Today, Peloton, the manufacturer of expensive home bicycles and treadmills, sent along with the on-demand gym S-1, with detailed plans for the much-awaited public offering.
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In June, we covered how the company had confidentially filed to go public. So as we reported back then, this news is not shocking. In February, Alex detailed the New York-based company's financing history ahead of the big day. Founded in 2012, Peloton has raised nearly $ 1 billion. The most recent increase was a $ 550 million Series F, announced in August last year, valued at $ 4.1
Since the first financing outside, raised through a Kickstarter campaign that put $ 307,332 in startup capital (minus Kickstarter & # 39; s market fee) back in July 2013, Peloton raised nearly $ 995 million in private market funding.
In terms of growth, the company cited over 1.4 million members so far, which inspired more than 58 million Peloton trainings in fiscal 2019. Its current product portfolio consists of bicycle, treadmill and training – and wellness subscription services, which can hover around $ 39 a month. Digital subscribers pay $ 19.49 a month just to access Peloton content on their smartphones.
Interestingly, the company noted that it grew its "Connected Fitness Subscribers" from 35,135 as of June 30, 2016, to 511,202 from June 30, 2019, representing an annual growth of approximately 144.1 percent.
Calculations described in the company's S-1 indicate that Peloton users are also becoming more engaged in the connected subscription service. In the fiscal year ended June 30, 2019, Peloton subscribers logged an average of 11.5 workouts per month, compared to an average of 7.5 workouts per month for the year ending June 30, 2017. This may indicate that Peloton's investments in growing a network of training instructors, and the content they create, has paid off.
The company's fastest-growing demographic is "consumers under 35 and those with household incomes below $ 75,000," it says in S-1.
Peloton, which appears to be listed on the Nasdaq under the ticker symbol "PTON", has seen explosive growth over the years – and that counts as a risk factor. The company noted in its filing that it grew from 443 employees in June 2017 to 1,950 employees in June 2019.
Inside The Gears Of Peloton & # 39; s Business
In the filing, the company revealed some impressive revenue figures. For the fiscal year 2019, Peloton reported revenue of $ 915 million, up 110 percent compared to $ 435 million in fiscal year 2018. There is more than four times $ 218.6 million in revenue it saw in fiscal year 2017. (Peloton's fiscal year ends June 30 each calendar years.)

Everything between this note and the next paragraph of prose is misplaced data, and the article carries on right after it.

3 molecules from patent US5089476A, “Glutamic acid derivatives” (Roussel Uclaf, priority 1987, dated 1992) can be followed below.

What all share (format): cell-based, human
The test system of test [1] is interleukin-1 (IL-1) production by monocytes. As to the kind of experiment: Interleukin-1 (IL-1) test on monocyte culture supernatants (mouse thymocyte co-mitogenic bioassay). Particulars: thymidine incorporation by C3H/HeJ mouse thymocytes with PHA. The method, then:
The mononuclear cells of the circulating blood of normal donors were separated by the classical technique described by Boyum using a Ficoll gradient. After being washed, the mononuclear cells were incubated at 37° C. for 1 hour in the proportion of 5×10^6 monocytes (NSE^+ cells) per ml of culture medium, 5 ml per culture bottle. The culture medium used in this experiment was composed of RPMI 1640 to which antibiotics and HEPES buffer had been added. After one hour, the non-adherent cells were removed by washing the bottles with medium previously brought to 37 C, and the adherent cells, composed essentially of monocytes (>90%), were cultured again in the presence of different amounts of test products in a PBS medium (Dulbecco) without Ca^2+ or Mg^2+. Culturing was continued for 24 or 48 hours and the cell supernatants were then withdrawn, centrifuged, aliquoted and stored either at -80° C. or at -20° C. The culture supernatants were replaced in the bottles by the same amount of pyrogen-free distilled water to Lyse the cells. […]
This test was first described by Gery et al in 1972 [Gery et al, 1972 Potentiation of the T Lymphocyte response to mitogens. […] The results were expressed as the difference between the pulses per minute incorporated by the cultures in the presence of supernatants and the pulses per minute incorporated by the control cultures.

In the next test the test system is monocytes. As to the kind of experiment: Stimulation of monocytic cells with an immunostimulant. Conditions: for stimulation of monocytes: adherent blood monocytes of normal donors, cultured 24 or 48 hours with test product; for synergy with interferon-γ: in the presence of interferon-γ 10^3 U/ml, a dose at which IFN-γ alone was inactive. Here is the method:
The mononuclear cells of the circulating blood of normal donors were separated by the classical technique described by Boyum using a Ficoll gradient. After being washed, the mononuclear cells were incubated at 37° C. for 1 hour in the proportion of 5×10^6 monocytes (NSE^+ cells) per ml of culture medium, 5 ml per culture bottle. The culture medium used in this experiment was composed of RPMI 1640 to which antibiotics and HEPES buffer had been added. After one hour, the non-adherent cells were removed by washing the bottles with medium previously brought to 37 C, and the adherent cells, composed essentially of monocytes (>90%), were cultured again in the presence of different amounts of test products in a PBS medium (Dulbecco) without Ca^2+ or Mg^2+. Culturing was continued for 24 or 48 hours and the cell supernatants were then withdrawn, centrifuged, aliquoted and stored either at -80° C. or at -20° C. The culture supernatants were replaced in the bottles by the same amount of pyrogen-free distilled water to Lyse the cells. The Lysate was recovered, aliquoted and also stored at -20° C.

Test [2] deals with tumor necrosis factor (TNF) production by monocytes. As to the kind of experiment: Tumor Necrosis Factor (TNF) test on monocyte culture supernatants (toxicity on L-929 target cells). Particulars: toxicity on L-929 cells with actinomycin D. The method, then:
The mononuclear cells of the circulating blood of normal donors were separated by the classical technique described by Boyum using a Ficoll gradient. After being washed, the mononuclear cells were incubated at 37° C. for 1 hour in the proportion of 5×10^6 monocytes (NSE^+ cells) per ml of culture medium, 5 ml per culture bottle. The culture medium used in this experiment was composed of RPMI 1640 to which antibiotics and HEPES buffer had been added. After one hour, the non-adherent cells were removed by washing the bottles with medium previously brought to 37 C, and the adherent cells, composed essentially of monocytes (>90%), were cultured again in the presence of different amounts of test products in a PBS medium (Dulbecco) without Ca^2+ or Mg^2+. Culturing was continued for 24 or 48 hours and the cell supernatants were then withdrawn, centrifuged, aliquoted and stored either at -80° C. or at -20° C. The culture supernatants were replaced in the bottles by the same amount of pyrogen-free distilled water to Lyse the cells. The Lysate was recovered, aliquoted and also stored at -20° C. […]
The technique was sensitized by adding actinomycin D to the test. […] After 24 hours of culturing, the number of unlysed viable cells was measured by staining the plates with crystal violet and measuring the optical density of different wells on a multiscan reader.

However, net losses also increased over the same time frame. According to the filing,
Peloton posted a net loss of $ 195.6 million in fiscal year 2019, well up from a net loss of $ 47.9 million in fiscal 2018 and one of $ 71.1 million in fiscal 2017.
While It is common for companies to grow rapidly to make deficits, a quadrupling of net losses is not attractive. It appears that the company's sales and marketing expenses are owing, growing from $ 151.4 million in fiscal year 2018 to $ 324 million in fiscal 2019. That's more than double that; Peloton's sales and marketing costs are also roughly doubled from fiscal year 2017 to fiscal year 2018.
Peloton's growth has not come cheap.
The company has in fact gone from generating cash from operations to heavily negative operating cash flow. In fiscal year 2018, Peloton's operations generated $ 49.7 million in cash. In fiscal 2019, that figure fluctuated to negative $ 108.6 million.
Combined with the company's increasingly negative investing cash flow (negative $ 10.2 million, negative $ 56.7 million and negative $ 297.5 million in fiscal year 2017, 2018 and 2019), Peloton is likely to publish accounts further. The company reported $ 162.1 million in cash and equivalents along with $ 216 million in marketable securities at the end of fiscal 2019. It will be a good while, but not forever at the company's current pace of cash consumption.
Margins  A key issue in the company's S-1 filing concerned the company's margins. Namely, what was its mixed margin result of total revenue, and what kind of margin it could earn from hardware revenue and software revenue, respectively.
Looking at the 2019 fiscal year, Peloton's mixed gross margin was about 42 percent. That's not bad at all, given the company's rapid revenue growth. Hardware ("Connected Fitness Products") had gross margins of 43 percent in the fiscal year, better than we expected.
However, the company's recurring digital class revenue ("Subscription") also had margins of about 43 percent. It's lower than we expected. Fortunately for Peloton, selling bicycles is a better business than expected, more than compensating for their more expensive than expected subscription revenue.
Who Owns What
Finally, let's get into the facts and figures related to ownership. In other words, which venture capital fund celebrates its bet.
On page 132 of Peloton's S-1, you will find the breakdown of investors.
Peloton CEO John Foley received 15,169,568 B shares, or 6.2% of the total shares. William Lynch, the president of the company, received half of it – 7,502,716 class B shares, or 3.1% of the shares.
There were three executive women listed in this section of Peloton's S-1: Jill Woodworth, Karen Boone, and Pamela Thomas-Graham. Woodworth, the company's chief financial officer, received 3,500,000 shares, while Boone and Thomas-Graham each received 600,000.
True Ventures' Jon Callaghan got 28,369,274 shares, and Tiger Global Management received 46,721,427 shares, more than any other investor or executive listed S-1.
Peloton took on Goldman Sachs, JP Morgan, Bank of America Merrill Lynch and others as underwriters for IPO.
Illustration: Li-Anne Dias